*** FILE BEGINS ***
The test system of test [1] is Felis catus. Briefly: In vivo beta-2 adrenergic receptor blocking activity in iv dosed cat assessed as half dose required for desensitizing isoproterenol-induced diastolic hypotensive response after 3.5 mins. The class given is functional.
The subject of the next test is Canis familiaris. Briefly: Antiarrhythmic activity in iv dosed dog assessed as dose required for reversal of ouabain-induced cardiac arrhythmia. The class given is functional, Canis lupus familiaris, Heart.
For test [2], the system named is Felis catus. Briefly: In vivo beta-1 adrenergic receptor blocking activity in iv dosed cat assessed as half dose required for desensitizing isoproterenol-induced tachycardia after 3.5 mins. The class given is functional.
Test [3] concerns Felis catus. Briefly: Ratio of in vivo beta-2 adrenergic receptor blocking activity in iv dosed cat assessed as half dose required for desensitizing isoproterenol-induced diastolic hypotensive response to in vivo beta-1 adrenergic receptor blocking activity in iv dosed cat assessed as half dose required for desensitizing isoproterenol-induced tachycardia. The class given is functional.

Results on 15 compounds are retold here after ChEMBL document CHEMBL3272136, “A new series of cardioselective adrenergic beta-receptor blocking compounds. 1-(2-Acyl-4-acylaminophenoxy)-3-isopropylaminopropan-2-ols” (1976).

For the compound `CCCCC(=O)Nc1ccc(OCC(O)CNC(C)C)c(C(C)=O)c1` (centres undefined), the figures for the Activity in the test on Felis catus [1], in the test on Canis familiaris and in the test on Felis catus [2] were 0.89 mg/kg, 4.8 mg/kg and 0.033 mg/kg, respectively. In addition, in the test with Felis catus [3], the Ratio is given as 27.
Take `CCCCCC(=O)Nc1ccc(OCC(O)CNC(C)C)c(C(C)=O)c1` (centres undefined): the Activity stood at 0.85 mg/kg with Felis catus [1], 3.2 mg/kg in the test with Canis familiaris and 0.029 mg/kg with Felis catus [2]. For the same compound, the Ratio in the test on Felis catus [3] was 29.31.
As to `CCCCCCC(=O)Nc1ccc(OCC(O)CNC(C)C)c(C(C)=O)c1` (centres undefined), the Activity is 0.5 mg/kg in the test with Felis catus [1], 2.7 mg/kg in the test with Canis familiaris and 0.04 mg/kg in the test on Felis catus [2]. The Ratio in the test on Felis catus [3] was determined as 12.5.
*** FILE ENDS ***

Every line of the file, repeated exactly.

The test system of test [1] is Felis catus. Briefly: In vivo beta-2 adrenergic receptor blocking activity in iv dosed cat assessed as half dose required for desensitizing isoproterenol-induced diastolic hypotensive response after 3.5 mins. The class given is functional.
The subject of the next test is Canis familiaris. Briefly: Antiarrhythmic activity in iv dosed dog assessed as dose required for reversal of ouabain-induced cardiac arrhythmia. The class given is functional, Canis lupus familiaris, Heart.
For test [2], the system named is Felis catus. Briefly: In vivo beta-1 adrenergic receptor blocking activity in iv dosed cat assessed as half dose required for desensitizing isoproterenol-induced tachycardia after 3.5 mins. The class given is functional.
Test [3] concerns Felis catus. Briefly: Ratio of in vivo beta-2 adrenergic receptor blocking activity in iv dosed cat assessed as half dose required for desensitizing isoproterenol-induced diastolic hypotensive response to in vivo beta-1 adrenergic receptor blocking activity in iv dosed cat assessed as half dose required for desensitizing isoproterenol-induced tachycardia. The class given is functional.

Results on 15 compounds are retold here after ChEMBL document CHEMBL3272136, “A new series of cardioselective adrenergic beta-receptor blocking compounds. 1-(2-Acyl-4-acylaminophenoxy)-3-isopropylaminopropan-2-ols” (1976).

For the compound `CCCCC(=O)Nc1ccc(OCC(O)CNC(C)C)c(C(C)=O)c1` (centres undefined), the figures for the Activity in the test on Felis catus [1], in the test on Canis familiaris and in the test on Felis catus [2] were 0.89 mg/kg, 4.8 mg/kg and 0.033 mg/kg, respectively. In addition, in the test with Felis catus [3], the Ratio is given as 27.
Take `CCCCCC(=O)Nc1ccc(OCC(O)CNC(C)C)c(C(C)=O)c1` (centres undefined): the Activity stood at 0.85 mg/kg with Felis catus [1], 3.2 mg/kg in the test with Canis familiaris and 0.029 mg/kg with Felis catus [2]. For the same compound, the Ratio in the test on Felis catus [3] was 29.31.
As to `CCCCCCC(=O)Nc1ccc(OCC(O)CNC(C)C)c(C(C)=O)c1` (centres undefined), the Activity is 0.5 mg/kg in the test with Felis catus [1], 2.7 mg/kg in the test with Canis familiaris and 0.04 mg/kg in the test on Felis catus [2]. The Ratio in the test on Felis catus [3] was determined as 12.5.